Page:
Vicky Phelan pictured with her husband Jim and children, Darragh, 7 and Amelia, 12
VICKY Phelan had her first infusion of Pembrolizumab on April 16, the week of her High Court case, after the HSE agreed to cover the costs.
“That will be ingrained on my brain forever,” Vicky recalls of April 16 as she sits in the Grill Bar and Restaurant of the Clayton Hotel.
“I was so ill that week I nearly didn’t go up and give evidence. I remember Cian (O’Carroll) and Siobhan (Ryan), the two solicitors ringing me to see would I be able to attend.
“Even Cian said to me last week, ‘Vicky you look so well now - we really were worried back then. I didn’t say it to you’. I had the look of someone who was ill - my skin and everything and I was in so much pain. My stomach was out so far that I was wearing maternity trousers. The tumour was 10cm so it was pushing everything else out.”
Pembrolizumab is administered intravenously over half an hour in St Vincent’s University Hospital in Dublin.
After only three doses there has been a notable shrinkage of Vicky’s tumours and she is no longer in any great pain.
She received her fourth dose of Pembrolizumab this Wednesday.
“I researched the drug - they weren’t offering it to me. Back in January, when in Limerick they offered me the palliative chemotherapy I asked them about clinical trials and other options. I did all the research myself. They gave me nothing. Where I have it - it’s not a nice place and it’s touching off all my organs. I really shouldn’t be as well as I am.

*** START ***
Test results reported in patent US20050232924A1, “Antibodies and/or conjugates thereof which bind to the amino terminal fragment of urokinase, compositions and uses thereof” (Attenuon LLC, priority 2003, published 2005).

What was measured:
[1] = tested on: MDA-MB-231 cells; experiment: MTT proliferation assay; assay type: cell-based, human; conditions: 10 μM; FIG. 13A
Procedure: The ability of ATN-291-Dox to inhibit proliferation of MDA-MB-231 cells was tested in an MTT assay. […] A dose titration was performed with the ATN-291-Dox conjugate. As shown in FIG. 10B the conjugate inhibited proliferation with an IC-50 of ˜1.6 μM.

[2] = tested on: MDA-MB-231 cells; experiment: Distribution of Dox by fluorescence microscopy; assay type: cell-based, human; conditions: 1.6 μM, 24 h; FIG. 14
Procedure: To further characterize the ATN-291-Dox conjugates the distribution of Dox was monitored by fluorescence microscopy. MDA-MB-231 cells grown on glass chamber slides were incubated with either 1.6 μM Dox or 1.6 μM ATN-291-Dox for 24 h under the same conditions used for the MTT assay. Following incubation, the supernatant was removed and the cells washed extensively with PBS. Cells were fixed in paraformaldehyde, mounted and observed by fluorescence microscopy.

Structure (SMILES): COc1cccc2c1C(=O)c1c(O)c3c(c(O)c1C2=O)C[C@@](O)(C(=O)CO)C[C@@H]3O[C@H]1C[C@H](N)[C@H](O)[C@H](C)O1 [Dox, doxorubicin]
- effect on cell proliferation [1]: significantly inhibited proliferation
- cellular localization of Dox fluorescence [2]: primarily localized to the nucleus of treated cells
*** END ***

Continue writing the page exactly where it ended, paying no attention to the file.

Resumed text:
“I wasn’t expecting it to be that good,” she states. “I don’t know the exact percentage. I feel the improvement myself physically - from the size of my stomach to the fact that I am barely taking pain killers. I have a pain patch but I’m only on the low dose. And energy - sure I’m flying around the place again.”
The treatment, however, hasn’t been plain sailing with Vicky suffering an adverse reaction after her first dose, on the week of her High Court case.
“Myself and Jim drove home on Monday evening and I started to feel ill by the time we left. By the time we got home I was shivering and had a temperature.”
Vicky endured “a night from hell”.
“God love Jim,” she sighs, “I don’t remember half of it. By the end of Monday I still felt like crap but I didn’t feel that bad but on Tuesday I rang Cian and Siobhan to say there is no way I can go up on Thursday as I can’t get out of the chair.”
Vicky was experiencing severe pain, everywhere.
“I asked if I could go up another day but, generally, the first day the person taking the case would go up and give their evidence but Siobhan said, ‘Vicky, you are so good at telling your story, we can do it for you but it just won’t be the same. I don’t want to be putting pressure on you but see how you are going tomorrow - we will do whatever we have to do on Thursday - put you up in a hotel’. Jim was saying 'no way' as were my parents.”
Vicky started coming around a little bit on the Wednesday.
“I ring Siobhan when Jim was out of the room and said, ‘I’m going! Can you book a hotel so I can lie down afterwards?’
“ So I went and I’m glad I did.”
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